A new in-depth genetic study on Jewish history is published in "Nature": researchers analysed genetic samples from 14 international Jewish communities and 69 international non-Jewish communities.
Scientists announce through the journal "Nature" the discovery of a repeating fast radio burst known as FRB 180916 coming from a nearby spiral galaxy around 500 million light years from Earth. It is the second repeating FRB to have been localized.
Paleoanthropologists announce, through the "Nature" journal, that a human skull (Apidima 1) discovered inside a cave in Greece, is dated to 210,000 years ago, making it the oldest known "Homo sapiens" individual found outside of Africa.
A research team led by an evolutionary biologist at the University of Arizona publishes a paper in "Nature" on the genetic history of HIV proving that Gaëtan Dugas, the Canadian flight attendant who had been identified for years as "Patient Zero" of the AIDS epidemic in the U.S., did not spread the virus to the country. The study indicates that HIV first spread to the U.S. from the Caribbean around 1970.
Researchers report in the journal Nature the discovery of three potentially habitable, Earth-like exoplanets orbiting TRAPPIST-1, an ultracool dwarf star 40 light-years away in the constellation Aquarius.
Scientists withdraw the January 29, 2014 claim that there is a simple way to convert normal cells into stem cells, which can be used for any part of the body. Nature had in July retracted its two previous articles after the disgraced lead researcher, Japanese Haruko Obokata, was found to have plagiarized and fabricated parts of the papers.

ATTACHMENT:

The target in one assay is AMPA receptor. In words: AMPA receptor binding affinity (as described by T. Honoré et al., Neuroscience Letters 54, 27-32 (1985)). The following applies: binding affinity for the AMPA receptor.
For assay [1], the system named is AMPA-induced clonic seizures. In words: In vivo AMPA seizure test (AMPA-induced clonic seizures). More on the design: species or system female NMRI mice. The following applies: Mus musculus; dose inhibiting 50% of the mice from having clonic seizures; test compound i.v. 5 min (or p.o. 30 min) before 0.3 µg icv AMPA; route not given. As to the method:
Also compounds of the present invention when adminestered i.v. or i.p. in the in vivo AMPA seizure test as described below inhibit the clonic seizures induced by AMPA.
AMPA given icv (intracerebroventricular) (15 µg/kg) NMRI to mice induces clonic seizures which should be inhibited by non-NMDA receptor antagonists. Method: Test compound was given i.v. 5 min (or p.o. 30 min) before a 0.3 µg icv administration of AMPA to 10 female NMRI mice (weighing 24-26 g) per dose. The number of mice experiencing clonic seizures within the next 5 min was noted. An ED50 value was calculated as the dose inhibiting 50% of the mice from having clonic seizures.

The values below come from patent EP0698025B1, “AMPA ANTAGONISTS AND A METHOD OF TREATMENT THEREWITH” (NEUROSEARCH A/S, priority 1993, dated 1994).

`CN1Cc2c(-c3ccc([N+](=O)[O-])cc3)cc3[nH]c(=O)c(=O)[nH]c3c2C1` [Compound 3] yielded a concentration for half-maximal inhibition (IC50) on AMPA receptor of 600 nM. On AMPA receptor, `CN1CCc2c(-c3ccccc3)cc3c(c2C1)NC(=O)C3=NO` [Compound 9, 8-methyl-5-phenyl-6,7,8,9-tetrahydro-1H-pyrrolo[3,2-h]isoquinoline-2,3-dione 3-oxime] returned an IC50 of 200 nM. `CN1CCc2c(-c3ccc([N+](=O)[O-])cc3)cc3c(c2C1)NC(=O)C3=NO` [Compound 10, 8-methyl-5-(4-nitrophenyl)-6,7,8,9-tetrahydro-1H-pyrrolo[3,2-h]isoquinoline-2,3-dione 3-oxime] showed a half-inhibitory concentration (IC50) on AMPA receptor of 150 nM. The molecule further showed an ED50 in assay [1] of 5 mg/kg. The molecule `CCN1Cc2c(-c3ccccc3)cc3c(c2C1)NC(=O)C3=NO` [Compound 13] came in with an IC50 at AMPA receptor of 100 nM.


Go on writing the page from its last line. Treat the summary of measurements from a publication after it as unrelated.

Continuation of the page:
"Nature" publishes research by the University of Toronto announcing the discovery of a new class of stem cells called F-class stem cells that have the potential to be better and safer to use in medical research.
"Nature" publishes Penn State University findings of Ancient shells with 430,000-year-old engravings believed to be made by "Homo erectus", changing beliefs on artistic expression and tool use by ancestors of "Homo sapiens". Dutch anthropologist Eugene Dubois found the collection in Java in 1891 and Penn State discovered the markings in a museum in the city of Leiden.
Five southern Africans, including Archbishop Desmond Tutu, have their genomes analysed by scientists and published in "Nature", with Tutu excited to discover he is "related to the San people, the first people to inhabit Southern Africa".